In fact, on specific issues of concern, the report suggests that all of the 266 tons of uranium hexafluoride (UF6) “remain under agency’s containment and surveillance”; “no indication of any UF6 reconversion and casting activity” was found; and “there was no indication of ongoing reprocessing related activities” at several sites under monitoring.
The Agency report also includes new details on the history of and development of Iran’s nuclear program. Regarding P-1 centrifuges and their purchase, it concludes that “information provided by Iran on these purchases and the quantities is consistent with the Agency’s findings.”
On research and development activities with the more advanced P-2 centrifuges, the report finds Iran’s statements as “consistent with information available” and states that “environmental samples taken at declared R&D locations and from equipment did not indicate that nuclear material was used in these experiments.”
The Iranian leaders have taken these statements to mean closure of the P-1 P2 issues but the report’s statement that the Agency “will continue to seek corroboration and is continuing to verify the completeness of Iran’s declarations” suggests otherwise as the Agency turns its “attention in the next few weeks to contamination issue as well as alleged studies and other activities that could have military applications.”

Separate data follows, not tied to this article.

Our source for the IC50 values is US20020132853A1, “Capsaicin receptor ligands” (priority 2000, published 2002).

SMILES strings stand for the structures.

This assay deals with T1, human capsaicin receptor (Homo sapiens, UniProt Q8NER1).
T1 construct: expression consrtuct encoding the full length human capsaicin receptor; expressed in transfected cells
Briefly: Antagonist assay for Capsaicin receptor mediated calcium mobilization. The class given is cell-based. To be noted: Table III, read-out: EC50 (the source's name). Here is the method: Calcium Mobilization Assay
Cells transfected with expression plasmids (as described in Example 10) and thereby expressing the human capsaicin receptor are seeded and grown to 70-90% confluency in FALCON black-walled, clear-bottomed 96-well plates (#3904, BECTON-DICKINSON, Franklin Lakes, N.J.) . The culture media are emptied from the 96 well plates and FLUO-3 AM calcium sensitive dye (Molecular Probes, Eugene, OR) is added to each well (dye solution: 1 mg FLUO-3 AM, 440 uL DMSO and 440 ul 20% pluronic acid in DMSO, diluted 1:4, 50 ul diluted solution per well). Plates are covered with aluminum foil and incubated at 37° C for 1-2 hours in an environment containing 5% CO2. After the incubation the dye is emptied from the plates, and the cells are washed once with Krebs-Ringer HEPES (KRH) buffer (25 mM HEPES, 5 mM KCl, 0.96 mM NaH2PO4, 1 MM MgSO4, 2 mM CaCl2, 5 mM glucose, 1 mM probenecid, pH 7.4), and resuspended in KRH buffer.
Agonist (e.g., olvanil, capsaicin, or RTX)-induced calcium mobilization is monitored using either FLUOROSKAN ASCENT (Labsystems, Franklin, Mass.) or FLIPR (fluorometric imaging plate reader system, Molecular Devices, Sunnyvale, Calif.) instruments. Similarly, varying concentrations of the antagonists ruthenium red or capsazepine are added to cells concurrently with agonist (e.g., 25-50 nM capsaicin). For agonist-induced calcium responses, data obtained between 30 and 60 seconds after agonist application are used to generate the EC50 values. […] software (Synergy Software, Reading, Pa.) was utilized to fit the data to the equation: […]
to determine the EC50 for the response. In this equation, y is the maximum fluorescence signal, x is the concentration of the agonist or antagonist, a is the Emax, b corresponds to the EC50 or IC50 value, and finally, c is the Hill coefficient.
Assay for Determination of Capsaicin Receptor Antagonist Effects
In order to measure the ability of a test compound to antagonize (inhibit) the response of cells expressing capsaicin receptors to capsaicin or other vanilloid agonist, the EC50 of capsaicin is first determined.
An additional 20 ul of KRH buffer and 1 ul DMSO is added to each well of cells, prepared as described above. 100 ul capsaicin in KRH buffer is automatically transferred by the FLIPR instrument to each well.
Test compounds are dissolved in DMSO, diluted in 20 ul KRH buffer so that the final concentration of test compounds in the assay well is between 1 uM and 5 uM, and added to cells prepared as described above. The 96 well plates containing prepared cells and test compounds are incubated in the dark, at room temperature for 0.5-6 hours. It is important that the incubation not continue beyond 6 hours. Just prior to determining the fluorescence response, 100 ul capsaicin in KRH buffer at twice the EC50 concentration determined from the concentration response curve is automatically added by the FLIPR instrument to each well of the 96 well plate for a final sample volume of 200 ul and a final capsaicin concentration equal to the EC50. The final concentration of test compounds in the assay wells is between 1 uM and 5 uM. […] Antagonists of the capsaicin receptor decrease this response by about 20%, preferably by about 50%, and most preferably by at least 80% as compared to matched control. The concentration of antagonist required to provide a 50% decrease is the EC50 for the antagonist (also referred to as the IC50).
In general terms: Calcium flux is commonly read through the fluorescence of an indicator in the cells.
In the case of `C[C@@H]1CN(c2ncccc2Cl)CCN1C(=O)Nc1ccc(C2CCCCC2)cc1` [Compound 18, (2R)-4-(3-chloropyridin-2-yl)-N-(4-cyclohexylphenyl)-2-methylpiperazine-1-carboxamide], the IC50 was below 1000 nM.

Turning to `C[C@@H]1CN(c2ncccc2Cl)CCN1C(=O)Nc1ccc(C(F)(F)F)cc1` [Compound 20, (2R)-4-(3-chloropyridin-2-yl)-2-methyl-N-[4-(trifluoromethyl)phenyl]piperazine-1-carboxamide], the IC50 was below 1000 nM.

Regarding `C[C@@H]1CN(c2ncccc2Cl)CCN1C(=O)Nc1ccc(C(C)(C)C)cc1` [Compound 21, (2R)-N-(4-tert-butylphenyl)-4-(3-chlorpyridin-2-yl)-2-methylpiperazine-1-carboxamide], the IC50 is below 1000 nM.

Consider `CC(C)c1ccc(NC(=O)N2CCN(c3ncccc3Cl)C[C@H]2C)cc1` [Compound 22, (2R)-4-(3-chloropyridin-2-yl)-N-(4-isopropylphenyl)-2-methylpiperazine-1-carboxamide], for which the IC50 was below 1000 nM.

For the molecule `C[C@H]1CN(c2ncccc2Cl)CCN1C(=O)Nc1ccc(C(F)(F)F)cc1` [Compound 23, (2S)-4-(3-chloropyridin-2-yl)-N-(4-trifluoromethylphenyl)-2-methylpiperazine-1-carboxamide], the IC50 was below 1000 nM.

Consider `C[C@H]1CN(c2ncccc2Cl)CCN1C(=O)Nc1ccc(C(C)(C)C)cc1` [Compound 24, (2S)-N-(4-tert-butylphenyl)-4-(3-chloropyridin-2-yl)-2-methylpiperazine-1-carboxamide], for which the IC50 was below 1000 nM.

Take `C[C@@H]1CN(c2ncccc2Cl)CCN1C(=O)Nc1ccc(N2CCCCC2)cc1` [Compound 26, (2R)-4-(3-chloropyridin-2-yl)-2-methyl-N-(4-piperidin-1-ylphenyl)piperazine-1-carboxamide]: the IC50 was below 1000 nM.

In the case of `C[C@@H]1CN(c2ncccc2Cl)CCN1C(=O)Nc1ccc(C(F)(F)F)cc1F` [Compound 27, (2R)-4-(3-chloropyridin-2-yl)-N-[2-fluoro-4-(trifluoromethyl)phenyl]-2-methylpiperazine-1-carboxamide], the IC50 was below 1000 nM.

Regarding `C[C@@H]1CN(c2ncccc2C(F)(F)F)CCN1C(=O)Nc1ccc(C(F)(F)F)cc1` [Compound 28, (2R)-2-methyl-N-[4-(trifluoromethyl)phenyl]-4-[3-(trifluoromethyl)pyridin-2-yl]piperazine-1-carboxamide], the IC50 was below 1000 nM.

Nevertheless, despite these ambiguities there are no doubts in the report about Iran’s cooperation and important steps forward. In short, a close reading of the report suggests that while the IAEA is unhappy with Iran’s continuation of enrichment (because it is contrary to the Security Council decisions) and would like Iran to voluntarily implement the Additional Protocol as it did in the past, it is satisfied with the substantial progress on past activities and Iran’s cooperation, which is continuing on schedule.
This substantial progress has been made possible not through “selective cooperation” as suggested by the United States representative to the IAEA, Gregory Schulte but through substantial cooperation that is making possible the resolution of outstanding issues that were the basis for the referral of Iran’s case to the Security Council.
This does not mean that the resolution of these outstanding issues will make the Security Council demands on Iran to halt enrichment and heavy water-related moot as these demands are presented as confidence-building measures irrespective of the underlying issues that eventually brought about the Security Council referral. But the resolution of these outstanding issues will accentuate the essentially political requirements, rather than the technical verification of Iran’s peaceful intent, for the resolution of Iran’s case.
Irancove @ November 28, 2007